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Obviously, everyone should know exactly how much house they can actually afford to buy before they end up going online to shop or begin cruising neighborhoods scouting out the “For Sale” signs.
Generally, you can expect to acquire a home loan that is roughly two and a half times your gross annual salary. Your gross annual salary is essentially the total amount you earn in a year before taxes are deducted.
Mortgage lenders will use this to calculate your loan eligibility based on your income, credit and debt. A poor credit history and heavy debt will create a significant sense of unease on the amount lenders will be actually willing to risk. Another way to look at the amount you should borrow is to make monthly mortgage payments that are no higher than 36 percent of your gross monthly income.
Lenders can tell you if your other debts or financial obligations will reduce the amount of mortgage they will lend. A good way to finally get started is to get pre-approval from a lender. You will want to get a rough idea of what you can actually afford by finding an online mortgage calculator even before you begin to consult a lender. Some reputable online mortgage calculators include money.cnn.com and bankrate.com.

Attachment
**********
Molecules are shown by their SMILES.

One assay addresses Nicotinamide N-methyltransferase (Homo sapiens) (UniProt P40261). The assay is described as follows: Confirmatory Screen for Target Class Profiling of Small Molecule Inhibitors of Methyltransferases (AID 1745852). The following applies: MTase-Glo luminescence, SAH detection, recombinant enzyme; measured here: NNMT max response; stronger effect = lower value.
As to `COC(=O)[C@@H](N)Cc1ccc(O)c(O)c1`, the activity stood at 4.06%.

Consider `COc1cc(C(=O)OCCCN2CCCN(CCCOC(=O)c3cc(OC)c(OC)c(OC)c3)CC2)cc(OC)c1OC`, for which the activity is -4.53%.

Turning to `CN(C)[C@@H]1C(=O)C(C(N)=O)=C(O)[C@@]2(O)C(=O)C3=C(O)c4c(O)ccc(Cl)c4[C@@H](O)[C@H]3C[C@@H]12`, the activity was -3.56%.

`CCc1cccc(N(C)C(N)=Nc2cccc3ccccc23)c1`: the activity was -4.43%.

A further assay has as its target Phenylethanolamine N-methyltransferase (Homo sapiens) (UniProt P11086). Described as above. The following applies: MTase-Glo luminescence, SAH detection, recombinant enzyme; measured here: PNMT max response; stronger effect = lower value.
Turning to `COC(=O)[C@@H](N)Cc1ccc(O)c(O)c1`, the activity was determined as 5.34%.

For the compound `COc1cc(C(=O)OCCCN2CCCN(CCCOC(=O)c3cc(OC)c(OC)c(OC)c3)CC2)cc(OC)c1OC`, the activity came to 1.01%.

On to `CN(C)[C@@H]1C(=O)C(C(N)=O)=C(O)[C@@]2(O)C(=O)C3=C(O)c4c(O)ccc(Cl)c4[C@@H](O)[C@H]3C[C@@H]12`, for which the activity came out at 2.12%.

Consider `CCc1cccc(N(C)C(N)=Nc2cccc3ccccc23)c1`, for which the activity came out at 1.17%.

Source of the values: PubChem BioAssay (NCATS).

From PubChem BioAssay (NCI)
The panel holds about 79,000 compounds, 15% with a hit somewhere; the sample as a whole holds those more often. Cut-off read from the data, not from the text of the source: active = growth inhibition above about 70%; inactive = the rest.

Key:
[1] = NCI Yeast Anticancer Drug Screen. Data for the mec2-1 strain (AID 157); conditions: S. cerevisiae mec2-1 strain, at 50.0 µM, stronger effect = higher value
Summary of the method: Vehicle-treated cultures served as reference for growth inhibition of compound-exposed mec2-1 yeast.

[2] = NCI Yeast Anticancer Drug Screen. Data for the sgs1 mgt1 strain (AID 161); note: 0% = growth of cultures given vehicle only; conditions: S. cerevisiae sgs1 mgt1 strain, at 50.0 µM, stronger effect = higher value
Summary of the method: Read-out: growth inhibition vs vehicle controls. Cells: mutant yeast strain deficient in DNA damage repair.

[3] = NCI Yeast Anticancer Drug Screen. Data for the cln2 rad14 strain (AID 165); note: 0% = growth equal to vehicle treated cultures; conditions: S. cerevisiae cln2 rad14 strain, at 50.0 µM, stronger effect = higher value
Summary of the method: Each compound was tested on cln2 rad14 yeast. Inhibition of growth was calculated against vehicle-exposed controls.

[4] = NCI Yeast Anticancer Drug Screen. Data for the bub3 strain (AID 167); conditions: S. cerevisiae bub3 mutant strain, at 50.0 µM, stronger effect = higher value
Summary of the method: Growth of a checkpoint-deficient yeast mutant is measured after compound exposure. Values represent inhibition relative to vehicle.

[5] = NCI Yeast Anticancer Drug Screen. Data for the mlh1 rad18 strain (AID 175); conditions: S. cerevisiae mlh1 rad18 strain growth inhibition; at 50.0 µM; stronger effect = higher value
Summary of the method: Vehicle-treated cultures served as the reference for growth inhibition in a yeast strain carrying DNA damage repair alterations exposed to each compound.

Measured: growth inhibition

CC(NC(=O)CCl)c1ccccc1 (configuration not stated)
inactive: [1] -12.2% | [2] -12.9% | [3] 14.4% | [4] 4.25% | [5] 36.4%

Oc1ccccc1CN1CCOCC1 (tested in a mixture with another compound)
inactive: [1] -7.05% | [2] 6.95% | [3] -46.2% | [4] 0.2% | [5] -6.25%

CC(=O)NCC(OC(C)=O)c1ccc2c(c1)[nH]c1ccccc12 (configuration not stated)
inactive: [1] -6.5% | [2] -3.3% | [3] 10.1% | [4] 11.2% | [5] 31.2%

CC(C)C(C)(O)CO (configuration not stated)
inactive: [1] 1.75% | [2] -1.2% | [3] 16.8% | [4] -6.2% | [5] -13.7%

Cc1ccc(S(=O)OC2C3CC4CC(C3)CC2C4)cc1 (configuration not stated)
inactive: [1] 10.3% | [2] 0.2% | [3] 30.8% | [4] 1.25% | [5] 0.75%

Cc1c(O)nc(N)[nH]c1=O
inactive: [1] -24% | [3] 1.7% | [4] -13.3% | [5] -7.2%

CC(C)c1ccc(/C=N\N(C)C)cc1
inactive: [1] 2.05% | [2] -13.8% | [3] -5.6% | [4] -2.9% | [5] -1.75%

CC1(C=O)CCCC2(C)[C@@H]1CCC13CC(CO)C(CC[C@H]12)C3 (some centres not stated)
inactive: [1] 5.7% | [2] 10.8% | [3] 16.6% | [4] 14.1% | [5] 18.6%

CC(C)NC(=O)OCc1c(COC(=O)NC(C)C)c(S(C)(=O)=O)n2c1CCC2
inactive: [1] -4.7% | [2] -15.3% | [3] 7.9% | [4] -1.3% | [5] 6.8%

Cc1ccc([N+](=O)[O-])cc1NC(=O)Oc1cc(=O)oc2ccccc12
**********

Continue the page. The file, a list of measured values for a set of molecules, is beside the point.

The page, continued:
Mortgage calculators will tell how much your monthly payments would be based on the loan amount, loan term and interest rate. However, they don’t address the down payment you will make, and that amount is another important factor in how much you can actually afford.
A 20 percent down payment can open the door to getting a larger home loan, while one below 20 percent probably means you will need to put some effort into finding a lender. Some private lenders may actually accept less. Also, public agencies can provide you with a low down payment loan through private mortgage companies and banks. Be sure to check with the Federal Housing Administration, Fannie Mae, Freddie Mac and the Department of Veterans Affairs if you are interested in a loan with a down payment below 20 percent.